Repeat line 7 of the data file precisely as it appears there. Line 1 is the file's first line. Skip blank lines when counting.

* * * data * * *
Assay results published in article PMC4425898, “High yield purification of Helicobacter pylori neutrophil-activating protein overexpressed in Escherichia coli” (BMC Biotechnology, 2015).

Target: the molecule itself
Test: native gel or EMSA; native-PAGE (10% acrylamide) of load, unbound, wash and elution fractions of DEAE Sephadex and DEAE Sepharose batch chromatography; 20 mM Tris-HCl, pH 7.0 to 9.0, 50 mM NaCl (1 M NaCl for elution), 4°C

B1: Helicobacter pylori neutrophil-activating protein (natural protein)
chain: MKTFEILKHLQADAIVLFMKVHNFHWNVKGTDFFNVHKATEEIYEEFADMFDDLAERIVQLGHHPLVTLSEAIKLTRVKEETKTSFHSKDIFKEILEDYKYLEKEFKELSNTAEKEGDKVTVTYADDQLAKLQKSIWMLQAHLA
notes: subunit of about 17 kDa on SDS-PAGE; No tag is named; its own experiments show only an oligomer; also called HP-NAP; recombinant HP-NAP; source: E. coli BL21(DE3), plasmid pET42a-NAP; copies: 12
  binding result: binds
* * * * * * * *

  binding result: binds